A major Massachusetts police organization is supporting a bill that would let a family member petition a judge remove someone’s gun.
The Massachusetts Chiefs of Police Association sent a letter on Thursday to legislators in support of the Extreme Risk Protection Order bill, H.3610.
“ERPO represents a reasonable, common-sense approach to reducing gun violence and helps redirect at-risk individuals to counseling and assistance,” Steven Wojnar, president of the Massachusetts Chiefs of Police Association and Dudley chief of police, wrote in the letter.
The bill, sponsored by Rep. Marjorie Decker, D-Cambridge, would let a family member go to court and ask a judge to temporarily take away someone’s gun because they pose a danger to themselves or someone else. Within two weeks, the person would have a right to a full court hearing to determine whether the protective order should remain in place for up to a year.
Today, local police chiefs can revoke a gun license that they issued, but family members cannot go directly to the courts.
In an interview, Wojnar said family members are the ones who interact with a person on a daily basis. “They’d know best if somebody is in need of some kind of assistance,” Wojner said. Wojnar said the bill would provide family members with “an extra tool” to help someone in crisis avoid harming themselves or others, particularly if the family does not want to go to the police.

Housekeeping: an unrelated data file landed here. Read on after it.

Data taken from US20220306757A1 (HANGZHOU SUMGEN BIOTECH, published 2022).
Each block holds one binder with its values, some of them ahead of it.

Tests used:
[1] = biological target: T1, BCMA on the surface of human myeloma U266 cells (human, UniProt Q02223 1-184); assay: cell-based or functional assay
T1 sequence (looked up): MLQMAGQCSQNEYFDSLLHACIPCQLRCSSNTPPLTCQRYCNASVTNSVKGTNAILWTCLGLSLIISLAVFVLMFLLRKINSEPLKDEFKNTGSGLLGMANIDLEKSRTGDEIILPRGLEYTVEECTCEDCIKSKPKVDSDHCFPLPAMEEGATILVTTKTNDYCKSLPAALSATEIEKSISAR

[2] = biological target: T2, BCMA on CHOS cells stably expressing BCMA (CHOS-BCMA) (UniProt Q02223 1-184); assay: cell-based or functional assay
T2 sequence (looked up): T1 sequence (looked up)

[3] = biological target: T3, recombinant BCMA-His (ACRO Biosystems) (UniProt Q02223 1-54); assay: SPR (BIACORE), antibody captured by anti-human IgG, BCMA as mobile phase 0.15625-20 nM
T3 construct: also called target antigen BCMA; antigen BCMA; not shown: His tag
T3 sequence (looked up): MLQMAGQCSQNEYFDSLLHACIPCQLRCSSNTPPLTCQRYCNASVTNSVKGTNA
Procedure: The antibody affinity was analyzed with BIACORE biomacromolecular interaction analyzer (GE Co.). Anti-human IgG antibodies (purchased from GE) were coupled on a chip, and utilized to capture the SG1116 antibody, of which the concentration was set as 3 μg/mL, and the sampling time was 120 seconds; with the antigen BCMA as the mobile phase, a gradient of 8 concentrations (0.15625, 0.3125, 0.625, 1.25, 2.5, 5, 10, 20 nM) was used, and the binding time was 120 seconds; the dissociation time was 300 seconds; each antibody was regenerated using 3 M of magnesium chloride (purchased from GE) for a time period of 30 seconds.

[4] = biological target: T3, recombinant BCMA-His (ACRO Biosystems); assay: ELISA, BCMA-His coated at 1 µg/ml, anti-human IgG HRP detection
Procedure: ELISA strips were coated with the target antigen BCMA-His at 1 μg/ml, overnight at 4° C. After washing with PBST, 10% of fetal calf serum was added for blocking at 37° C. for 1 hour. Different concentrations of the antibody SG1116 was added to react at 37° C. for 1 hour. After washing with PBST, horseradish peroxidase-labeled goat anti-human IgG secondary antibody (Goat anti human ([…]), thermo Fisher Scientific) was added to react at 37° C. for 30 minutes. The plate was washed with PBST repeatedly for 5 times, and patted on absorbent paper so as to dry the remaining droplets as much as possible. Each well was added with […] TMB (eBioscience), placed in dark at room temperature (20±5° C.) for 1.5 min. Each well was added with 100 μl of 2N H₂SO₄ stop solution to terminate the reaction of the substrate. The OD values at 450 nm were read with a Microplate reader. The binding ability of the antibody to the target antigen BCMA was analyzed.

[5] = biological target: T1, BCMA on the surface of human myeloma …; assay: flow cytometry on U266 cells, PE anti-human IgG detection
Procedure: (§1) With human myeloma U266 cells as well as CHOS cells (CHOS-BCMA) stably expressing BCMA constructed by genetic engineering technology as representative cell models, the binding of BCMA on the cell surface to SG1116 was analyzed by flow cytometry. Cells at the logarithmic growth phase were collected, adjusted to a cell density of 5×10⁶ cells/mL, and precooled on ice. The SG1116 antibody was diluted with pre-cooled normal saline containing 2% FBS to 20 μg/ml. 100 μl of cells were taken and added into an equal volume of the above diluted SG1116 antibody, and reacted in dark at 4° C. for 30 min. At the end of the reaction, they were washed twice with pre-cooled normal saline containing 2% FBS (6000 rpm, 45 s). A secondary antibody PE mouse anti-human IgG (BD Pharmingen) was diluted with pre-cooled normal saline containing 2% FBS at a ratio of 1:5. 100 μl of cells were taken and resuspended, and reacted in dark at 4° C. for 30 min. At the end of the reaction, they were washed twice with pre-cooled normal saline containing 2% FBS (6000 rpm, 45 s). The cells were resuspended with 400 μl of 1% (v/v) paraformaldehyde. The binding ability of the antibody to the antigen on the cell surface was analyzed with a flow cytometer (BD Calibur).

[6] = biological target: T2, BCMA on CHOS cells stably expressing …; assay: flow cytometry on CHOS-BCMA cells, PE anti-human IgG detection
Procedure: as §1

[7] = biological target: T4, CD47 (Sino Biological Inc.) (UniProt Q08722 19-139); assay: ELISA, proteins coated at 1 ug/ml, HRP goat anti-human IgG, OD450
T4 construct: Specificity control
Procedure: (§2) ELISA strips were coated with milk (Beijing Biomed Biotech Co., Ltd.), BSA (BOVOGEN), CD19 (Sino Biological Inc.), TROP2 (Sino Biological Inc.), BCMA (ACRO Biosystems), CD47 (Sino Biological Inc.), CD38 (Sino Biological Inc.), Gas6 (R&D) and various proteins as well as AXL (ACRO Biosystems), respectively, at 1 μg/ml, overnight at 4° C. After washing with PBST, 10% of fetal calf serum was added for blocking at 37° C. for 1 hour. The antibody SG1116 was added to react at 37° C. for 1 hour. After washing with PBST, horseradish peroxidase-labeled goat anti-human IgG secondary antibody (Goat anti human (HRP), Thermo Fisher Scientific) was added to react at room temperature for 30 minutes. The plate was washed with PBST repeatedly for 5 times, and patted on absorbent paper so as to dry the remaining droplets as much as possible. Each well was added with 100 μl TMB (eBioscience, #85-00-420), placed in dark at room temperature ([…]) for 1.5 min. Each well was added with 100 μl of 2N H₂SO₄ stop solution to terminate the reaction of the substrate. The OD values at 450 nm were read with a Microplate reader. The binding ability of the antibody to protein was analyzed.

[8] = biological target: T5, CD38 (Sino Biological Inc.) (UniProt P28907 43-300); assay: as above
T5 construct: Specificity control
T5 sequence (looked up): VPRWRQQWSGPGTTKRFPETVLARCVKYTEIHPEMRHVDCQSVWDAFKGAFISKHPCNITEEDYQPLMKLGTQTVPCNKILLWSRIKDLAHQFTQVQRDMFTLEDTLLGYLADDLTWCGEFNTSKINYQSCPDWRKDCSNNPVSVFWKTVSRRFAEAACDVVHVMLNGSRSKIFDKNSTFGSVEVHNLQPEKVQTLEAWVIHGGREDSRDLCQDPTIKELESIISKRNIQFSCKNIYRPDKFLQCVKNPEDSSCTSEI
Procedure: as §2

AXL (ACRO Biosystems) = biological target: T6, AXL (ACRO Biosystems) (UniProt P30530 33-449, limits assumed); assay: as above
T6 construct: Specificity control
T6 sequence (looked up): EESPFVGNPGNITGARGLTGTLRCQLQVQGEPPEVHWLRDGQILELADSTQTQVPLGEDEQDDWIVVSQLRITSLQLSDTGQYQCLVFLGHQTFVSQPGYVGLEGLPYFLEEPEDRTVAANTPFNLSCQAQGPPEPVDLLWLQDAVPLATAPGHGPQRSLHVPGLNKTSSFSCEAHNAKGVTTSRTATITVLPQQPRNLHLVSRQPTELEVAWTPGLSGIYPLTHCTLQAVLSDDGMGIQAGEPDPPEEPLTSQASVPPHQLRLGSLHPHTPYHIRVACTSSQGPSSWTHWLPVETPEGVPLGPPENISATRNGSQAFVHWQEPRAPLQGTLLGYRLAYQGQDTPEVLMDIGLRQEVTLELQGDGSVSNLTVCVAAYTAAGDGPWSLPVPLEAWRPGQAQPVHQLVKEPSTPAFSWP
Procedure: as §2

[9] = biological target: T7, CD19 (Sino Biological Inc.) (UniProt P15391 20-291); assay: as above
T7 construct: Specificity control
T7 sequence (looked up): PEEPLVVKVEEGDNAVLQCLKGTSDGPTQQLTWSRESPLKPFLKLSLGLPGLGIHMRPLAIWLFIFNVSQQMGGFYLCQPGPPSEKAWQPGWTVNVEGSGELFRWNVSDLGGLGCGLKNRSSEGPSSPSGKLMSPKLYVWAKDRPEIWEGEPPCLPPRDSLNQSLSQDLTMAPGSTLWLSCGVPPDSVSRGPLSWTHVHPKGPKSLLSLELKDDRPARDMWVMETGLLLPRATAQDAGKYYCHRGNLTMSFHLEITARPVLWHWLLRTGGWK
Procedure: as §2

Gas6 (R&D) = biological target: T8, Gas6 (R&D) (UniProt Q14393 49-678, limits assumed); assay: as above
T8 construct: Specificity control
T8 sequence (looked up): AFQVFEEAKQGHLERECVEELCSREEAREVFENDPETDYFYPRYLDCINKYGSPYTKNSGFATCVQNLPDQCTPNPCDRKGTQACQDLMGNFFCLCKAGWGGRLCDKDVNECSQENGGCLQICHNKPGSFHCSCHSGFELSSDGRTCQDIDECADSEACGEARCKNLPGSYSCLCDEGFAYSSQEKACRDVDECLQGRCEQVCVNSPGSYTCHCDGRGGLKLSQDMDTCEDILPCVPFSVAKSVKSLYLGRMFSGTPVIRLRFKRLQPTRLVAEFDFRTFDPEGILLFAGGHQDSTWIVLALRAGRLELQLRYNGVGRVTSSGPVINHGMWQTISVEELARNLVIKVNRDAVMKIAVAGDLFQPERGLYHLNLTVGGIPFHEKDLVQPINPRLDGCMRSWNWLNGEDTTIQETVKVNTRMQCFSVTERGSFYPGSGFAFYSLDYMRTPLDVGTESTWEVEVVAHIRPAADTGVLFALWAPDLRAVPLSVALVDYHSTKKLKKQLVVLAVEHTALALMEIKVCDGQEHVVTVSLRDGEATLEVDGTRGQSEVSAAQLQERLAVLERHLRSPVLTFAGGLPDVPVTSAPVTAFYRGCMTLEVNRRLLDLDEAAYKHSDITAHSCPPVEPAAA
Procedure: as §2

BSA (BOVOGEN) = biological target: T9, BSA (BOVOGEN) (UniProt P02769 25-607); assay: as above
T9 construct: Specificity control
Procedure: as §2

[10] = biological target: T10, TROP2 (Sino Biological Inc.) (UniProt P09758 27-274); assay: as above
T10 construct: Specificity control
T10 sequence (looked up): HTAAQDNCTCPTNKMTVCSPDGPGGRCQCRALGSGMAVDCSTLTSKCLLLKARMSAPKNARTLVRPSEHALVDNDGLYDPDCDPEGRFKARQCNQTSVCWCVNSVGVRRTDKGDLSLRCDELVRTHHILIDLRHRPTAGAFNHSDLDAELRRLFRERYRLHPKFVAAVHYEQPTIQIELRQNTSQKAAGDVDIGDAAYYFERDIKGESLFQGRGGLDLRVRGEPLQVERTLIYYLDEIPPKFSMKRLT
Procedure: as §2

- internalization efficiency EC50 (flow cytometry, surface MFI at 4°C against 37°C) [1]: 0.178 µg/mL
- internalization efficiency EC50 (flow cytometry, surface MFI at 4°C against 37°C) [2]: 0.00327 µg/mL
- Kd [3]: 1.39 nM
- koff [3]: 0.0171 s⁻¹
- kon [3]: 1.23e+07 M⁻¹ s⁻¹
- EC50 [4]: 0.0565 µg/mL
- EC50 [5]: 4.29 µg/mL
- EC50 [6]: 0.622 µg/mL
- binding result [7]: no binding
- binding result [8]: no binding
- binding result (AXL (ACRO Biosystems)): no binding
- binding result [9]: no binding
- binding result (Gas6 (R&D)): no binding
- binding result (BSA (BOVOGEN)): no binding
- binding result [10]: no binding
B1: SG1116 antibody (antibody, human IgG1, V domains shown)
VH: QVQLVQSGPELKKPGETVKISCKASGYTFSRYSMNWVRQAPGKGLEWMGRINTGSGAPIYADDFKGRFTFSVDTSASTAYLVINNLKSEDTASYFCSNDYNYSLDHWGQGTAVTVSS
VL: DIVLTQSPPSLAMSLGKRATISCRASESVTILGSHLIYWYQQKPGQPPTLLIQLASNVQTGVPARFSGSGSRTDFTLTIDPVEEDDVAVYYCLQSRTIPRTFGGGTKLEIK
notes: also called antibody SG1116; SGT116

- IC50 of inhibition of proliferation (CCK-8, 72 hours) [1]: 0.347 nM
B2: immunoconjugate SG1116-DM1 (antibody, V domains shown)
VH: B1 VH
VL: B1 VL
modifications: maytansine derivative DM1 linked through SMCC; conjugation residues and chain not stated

Janet Goldenberg, co-chair of the Massachusetts Coalition to Prevent Gun Violence, said when the Legislature passed a major gun bill in 2014, an endorsement by law enforcement was a deciding factor. “When folks understood the people who put their lives on the line every day to safeguard our communities think that this is an important piece of legislation to help them in that work, I think it’s very influential and should be,” Goldenberg said.
The bill was recently reported out of a legislative committee with a favorable recommendation. It will be up to House Speaker Robert DeLeo, D-Winthrop, to decide whether to bring it up for a vote in the House.
DeLeo said his staff spoke to the Chiefs of Police Association Monday. “Despite the fact of what we had done a couple of years ago providing one of the strongest gun violence laws in the country…I think there is strong interest now in terms of taking that extra step forward,” DeLeo said.
DeLeo would not commit to whether he would bring the bill to a vote. “Stay tuned on that,” he said.
Massachusetts already has some of the nation’s strongest gun control laws. During a national push for stronger gun control after a school shooting in Parkland, Florida, the so-called “red flag” bill became the focus of advocacy in Massachusetts.
The Gun Owners Action League opposes the bill, arguing that it will take someone in crisis, drag them into court, anger them, then let them go free without medical care, potentially making the situation worse. GOAL is instead proposing the creation of a state-run suicide prevention hotline with follow-up intervention. GOAL also wants to give judges expanded authority to civilly commit someone with mental illness for treatment.